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BEST JAPANESE IN NEW YORK-VARIOUS STYLES

I have loved Japanese food in New York for decades now. I am blown away by the quality when I go. Here's some of my faves, and would love to hear others:

SUSHI:
KURUMASUSHI-Super expensive, but the fish is flown in several times a week from Tsukuji. Very authentic with real wasabi (not the powered stuff), and incredible soy sauce. The chef will help you understand which one to use when. Many types of toro, not just from tuna, and incredible fish from around the globe. Worth it from time to time, but big bucks cost.
KYOYA: Very authentic and beautiful kaiseki meal. Many courses that are not way over the top. You don't get a food hangover as I have from similar multicourse meals in western style food (Per Se).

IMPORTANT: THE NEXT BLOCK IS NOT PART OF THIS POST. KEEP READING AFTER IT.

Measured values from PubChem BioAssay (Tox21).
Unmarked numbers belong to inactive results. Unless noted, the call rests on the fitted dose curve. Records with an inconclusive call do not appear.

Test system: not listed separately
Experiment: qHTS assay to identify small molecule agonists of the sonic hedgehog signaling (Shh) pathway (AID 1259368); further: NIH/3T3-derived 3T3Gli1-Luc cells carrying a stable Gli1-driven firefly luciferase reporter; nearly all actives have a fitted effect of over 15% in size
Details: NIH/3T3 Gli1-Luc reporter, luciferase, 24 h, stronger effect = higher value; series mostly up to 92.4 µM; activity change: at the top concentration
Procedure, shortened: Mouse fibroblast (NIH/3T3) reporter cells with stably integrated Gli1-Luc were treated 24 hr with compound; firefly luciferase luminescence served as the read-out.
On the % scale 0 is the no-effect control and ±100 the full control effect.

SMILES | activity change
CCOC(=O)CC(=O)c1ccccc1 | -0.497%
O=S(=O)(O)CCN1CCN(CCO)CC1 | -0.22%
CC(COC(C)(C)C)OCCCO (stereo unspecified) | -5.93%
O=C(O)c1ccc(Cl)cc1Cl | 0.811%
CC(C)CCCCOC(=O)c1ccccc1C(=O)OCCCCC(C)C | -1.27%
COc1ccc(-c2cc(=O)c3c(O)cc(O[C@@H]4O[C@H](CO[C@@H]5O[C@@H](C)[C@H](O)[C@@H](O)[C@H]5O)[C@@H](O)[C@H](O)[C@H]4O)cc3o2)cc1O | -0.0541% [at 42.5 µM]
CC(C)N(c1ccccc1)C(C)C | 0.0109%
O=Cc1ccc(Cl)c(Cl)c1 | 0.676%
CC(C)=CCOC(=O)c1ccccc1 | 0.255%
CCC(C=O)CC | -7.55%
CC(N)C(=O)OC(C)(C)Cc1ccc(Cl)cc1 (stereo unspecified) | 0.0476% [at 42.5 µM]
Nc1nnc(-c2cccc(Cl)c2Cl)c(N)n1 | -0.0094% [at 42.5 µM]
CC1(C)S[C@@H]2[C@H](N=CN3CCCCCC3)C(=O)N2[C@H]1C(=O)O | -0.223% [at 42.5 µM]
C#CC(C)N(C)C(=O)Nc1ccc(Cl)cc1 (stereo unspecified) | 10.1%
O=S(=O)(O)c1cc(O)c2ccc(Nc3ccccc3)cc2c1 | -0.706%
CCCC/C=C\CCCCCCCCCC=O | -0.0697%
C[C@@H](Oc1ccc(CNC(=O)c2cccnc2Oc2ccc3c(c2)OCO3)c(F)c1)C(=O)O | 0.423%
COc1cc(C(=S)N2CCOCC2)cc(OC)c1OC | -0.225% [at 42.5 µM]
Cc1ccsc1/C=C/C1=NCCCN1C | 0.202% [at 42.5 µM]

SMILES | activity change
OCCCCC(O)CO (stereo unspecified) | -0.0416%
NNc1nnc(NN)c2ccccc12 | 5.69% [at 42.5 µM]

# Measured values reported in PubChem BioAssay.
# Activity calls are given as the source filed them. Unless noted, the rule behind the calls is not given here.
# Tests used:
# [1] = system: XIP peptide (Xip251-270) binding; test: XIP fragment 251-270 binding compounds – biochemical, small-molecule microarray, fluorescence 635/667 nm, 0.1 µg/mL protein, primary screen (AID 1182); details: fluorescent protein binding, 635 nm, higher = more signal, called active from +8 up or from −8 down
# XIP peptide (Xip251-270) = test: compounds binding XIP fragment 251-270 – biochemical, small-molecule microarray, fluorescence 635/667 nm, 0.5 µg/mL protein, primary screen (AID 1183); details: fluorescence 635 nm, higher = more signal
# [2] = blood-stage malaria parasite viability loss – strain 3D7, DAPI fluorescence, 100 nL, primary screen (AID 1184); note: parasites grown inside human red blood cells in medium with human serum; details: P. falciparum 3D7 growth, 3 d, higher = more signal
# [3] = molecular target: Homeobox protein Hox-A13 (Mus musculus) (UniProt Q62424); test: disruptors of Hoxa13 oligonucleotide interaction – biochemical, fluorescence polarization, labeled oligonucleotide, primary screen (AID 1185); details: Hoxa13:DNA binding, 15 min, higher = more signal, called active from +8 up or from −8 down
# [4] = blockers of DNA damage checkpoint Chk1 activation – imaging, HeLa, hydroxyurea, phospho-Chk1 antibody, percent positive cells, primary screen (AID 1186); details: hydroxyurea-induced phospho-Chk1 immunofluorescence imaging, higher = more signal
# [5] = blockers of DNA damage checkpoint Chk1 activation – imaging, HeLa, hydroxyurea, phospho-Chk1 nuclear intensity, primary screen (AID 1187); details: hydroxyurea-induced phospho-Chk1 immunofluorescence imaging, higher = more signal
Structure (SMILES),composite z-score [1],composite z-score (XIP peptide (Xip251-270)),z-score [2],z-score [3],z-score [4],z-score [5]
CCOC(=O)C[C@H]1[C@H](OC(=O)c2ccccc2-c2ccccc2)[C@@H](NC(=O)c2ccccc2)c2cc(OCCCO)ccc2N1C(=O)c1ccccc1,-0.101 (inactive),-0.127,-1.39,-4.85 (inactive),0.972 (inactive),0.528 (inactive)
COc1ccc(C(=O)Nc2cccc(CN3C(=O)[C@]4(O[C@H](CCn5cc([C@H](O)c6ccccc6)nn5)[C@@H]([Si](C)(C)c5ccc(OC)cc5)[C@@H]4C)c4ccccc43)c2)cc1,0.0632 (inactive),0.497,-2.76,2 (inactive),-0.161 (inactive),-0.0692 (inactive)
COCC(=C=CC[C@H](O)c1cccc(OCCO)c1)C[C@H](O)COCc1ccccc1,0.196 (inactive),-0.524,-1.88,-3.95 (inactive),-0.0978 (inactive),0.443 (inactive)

KAJITSU: Amazing vegeterrean kaiseki in temple Shojin style. This is a must do. Used to be easy to get in. Good price for such a high end meal. Tea ceremony style tea at the end of dinner. 2 star michelin.
SAGAKURA: 100s of sakes (or so it seems) in this hideaway in the basement of an office building. Used to be mostly Japanese, but more of us westerners now. Great tapas in this Izakaya style place.
SUSHI GARI: Much more worthwhile for fusion style omikase then Masa at a much better price (not as snooty, and great quality). Both Masa and Gari much better than Nobu.
TORI SHIN: 1 star michelin for this yakitori place upper east side. Really amazing.
OMEN: WOnderful feel good comfort food Japanese style.
DONGURI: Great comfort food and many very interesting small plates. Try the Matiaki mushroom tempura, or the braised pork belly.
IPPUDO: Great ramen.

I can keep going, but this is enough. What else am I missing?

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Sakagura
211 East 43rd Street, New York, NY 10017

Donguri